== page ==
On paper, America’s economy seems to be excelling. In March, the economy added 196,000 new jobs while the unemployment rate sat at 3.8 percent. Meanwhile, American startups like Uber and Pinterest are expected to go public with multi-million or higher valuations. But MIT economists Jonathan Gruber and Simon Johnson believe this hides a darker truth about the American economy: It’s slowly falling behind the rest of the world.

In their new book, “Jump-Starting America: How Breakthrough Science Can Revive Economic Growth and the American Dream,” Gruber and Johnson lay out their plan for how the United States can reclaim its mantle as a leader in not just gross domestic product, but also innovation and science. The key, they say, is government investment and encouragement in the scientific sector.

“We need growth [and] we need productivity, everyone across the political spectrum recognizes that. The question is: How do you get it? And the answer is not just the private sector or just the government, it’s the partnership,” Johnson said during an interview with Boston Public Radio on Tuesday. “We need government strategic investments to develop the basic science — recognize there’s a lot of spillover effects —and we need to make it easier for private businesses to build on that and spread it around the country.”

According to Johnson and Gruber, the dominant strain of thinking when it comes to research and development has been to leave it in the hands of the private sector, but they say this is a misguided approach. Gruber contends that while the private sector has been successful in building on innovation, its output has, and will, never be able to compete with the results from government-sponsored scientific research.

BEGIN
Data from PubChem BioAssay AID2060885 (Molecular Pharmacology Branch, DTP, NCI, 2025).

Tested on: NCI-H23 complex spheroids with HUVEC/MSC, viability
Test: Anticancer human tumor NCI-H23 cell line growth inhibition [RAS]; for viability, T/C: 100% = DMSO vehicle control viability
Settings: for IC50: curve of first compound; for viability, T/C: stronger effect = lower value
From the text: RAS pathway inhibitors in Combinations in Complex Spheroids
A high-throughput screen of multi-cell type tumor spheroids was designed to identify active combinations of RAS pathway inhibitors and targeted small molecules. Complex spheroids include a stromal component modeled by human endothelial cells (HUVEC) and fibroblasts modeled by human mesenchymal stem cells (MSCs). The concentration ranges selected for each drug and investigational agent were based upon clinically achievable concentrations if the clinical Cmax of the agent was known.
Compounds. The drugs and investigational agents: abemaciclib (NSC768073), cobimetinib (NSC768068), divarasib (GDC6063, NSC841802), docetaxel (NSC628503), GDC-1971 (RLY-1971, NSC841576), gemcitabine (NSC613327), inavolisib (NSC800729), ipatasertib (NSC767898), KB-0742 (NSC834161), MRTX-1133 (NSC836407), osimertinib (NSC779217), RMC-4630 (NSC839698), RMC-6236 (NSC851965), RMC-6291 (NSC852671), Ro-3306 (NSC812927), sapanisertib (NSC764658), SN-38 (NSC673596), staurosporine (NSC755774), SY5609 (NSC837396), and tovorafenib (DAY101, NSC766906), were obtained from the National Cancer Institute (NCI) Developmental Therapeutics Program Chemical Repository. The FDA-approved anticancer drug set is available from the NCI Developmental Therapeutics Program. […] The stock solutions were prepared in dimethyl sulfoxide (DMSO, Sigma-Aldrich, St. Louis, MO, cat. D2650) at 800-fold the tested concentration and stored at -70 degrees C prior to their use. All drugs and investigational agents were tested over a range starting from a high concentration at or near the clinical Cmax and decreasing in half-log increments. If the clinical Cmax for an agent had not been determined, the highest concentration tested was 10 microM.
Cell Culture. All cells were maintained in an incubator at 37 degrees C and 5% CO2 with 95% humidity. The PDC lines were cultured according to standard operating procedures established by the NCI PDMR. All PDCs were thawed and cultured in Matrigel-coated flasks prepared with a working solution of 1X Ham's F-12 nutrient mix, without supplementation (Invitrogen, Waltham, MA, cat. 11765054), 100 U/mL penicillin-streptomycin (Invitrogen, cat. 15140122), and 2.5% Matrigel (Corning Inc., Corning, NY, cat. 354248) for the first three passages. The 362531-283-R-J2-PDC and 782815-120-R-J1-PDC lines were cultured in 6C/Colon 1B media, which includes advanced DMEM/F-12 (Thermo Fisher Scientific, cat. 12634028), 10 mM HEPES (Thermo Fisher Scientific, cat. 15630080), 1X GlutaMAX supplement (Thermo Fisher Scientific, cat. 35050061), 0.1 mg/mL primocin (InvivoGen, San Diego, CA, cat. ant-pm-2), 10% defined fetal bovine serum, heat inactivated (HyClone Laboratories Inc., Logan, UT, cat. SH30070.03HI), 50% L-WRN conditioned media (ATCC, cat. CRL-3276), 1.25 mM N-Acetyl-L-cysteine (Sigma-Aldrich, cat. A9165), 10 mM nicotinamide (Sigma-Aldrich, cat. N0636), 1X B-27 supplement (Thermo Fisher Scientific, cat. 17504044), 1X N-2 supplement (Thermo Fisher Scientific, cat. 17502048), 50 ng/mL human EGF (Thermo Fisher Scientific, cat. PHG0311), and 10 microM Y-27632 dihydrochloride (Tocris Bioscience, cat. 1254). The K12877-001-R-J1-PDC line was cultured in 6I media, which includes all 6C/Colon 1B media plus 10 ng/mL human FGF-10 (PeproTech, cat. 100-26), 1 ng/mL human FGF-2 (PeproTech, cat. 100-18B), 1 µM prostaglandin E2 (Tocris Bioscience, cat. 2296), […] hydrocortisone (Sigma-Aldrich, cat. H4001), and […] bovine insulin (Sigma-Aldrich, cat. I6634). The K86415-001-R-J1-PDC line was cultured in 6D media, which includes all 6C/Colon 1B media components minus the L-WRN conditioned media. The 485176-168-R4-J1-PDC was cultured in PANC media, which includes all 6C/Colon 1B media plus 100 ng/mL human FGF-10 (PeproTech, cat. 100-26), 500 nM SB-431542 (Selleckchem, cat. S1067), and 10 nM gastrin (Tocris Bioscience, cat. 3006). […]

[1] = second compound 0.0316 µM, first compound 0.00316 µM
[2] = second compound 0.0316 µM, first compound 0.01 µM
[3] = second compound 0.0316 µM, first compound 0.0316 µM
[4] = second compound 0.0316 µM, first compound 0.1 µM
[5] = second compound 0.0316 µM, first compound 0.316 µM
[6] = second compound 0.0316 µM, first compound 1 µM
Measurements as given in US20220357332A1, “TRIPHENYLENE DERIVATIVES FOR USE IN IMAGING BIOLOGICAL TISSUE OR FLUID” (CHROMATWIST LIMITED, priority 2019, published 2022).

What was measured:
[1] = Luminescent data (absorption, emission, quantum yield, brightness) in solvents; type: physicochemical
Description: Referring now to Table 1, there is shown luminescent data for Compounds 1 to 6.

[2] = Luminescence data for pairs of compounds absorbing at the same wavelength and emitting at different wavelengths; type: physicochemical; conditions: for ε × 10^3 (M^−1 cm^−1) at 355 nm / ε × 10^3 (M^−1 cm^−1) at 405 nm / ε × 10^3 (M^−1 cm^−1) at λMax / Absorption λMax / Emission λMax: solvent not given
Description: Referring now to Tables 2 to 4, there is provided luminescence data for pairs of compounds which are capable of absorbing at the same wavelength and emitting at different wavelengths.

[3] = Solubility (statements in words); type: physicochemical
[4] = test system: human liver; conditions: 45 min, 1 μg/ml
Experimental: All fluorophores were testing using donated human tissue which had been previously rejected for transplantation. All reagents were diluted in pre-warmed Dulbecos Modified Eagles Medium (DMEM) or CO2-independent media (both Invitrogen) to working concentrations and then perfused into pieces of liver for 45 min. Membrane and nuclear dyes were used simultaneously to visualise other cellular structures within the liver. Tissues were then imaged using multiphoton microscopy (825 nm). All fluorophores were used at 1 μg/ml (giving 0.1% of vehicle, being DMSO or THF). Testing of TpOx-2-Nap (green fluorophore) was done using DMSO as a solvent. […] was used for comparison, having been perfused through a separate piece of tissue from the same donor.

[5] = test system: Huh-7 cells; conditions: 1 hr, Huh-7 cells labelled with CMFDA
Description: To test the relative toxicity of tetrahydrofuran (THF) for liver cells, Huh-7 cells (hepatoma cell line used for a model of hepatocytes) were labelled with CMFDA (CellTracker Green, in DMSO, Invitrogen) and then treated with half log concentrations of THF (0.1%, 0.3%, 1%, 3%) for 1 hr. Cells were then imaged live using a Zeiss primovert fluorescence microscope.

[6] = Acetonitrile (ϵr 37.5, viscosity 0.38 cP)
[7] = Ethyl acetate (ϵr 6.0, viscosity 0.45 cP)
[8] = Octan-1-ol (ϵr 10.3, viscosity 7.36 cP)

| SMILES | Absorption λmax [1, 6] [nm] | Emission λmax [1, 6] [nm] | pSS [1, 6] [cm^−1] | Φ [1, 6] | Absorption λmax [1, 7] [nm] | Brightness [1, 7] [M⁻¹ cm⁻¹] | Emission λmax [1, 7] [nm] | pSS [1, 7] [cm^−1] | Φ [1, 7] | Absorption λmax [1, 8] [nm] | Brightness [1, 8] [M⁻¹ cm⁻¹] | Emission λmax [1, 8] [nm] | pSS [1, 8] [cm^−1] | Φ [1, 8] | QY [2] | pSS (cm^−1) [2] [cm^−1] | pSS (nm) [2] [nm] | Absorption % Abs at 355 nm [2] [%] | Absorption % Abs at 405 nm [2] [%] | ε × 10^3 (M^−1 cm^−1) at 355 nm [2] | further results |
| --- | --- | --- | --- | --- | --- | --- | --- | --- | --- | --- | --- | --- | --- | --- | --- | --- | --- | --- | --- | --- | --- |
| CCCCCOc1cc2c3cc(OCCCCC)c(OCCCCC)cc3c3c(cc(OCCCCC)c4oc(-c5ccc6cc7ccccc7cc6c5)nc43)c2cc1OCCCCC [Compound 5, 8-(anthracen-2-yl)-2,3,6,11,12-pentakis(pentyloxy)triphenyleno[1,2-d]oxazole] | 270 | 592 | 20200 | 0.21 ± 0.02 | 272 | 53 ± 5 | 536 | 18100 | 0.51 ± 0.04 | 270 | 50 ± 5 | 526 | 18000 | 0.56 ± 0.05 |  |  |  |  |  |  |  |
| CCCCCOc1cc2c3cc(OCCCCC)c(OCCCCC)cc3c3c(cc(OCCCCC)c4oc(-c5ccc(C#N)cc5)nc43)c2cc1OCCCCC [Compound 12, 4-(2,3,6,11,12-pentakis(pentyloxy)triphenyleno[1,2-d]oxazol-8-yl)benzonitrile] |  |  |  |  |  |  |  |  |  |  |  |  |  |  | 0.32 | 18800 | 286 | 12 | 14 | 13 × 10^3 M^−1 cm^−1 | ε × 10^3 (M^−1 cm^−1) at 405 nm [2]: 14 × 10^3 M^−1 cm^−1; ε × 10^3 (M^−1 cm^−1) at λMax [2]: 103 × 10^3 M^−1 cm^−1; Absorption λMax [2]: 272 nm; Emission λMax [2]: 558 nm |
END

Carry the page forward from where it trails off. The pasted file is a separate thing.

“What causes growth is productivity — how much we produce per hour we work — and what increases productivity is invention and innovation,” Gruber said. “Real innovation isn’t done by any one private company because a private company is interested in their bottom line.”

One example, they say, that highlights the power of a strong public and private sector partnership is Silicon Valley. Buoyed by the development of RADAR and ARPANET by the Department of Defense, the private sector was able to expand on these innovations to design the microchip, the personal computer, and eventually lead the world in advances in artificial intelligence and machine learning.

However, as investment in the sciences has steadily been clawed back, Gruber worries that the United States is losing its scientific edge to the rest of the world, which will ultimately be harmful to the economy.

“We’re falling behind, but we’re not too far behind yet,” Gruber said. “A great example is synthetic biology. ... We invented this industry, largely at MIT. We dominated the industry. Now, suddenly the [National Science Foundation] stopped funding it. China has now developed a whole set of research centers to this industry. They’re taking over. It’s not too late, but we’re losing that lead, and we need to get back in the lead.”

The economists are optimistic, however, that the United States can regain its lead and eventually develop a robust economy that sees economic growth and investment in the sciences. And not just in places like Boston or San Francisco, but throughout the rest of the country, where Johnson says there is a wealth of untapped talent and potential. They estimate there are at least 102 potential scientific hubs scattered across the U.S.

“The coastal superstar cities have become extremely expensive, but there’s a tremendous amount of talent spread across the U.S.,” Johnson said. “Good living conditions also matter. People also want to live in a place [with a] good climate, much better commute times than you have in the megacities, and low crime rates. Those are our very simple, transparent criteria.”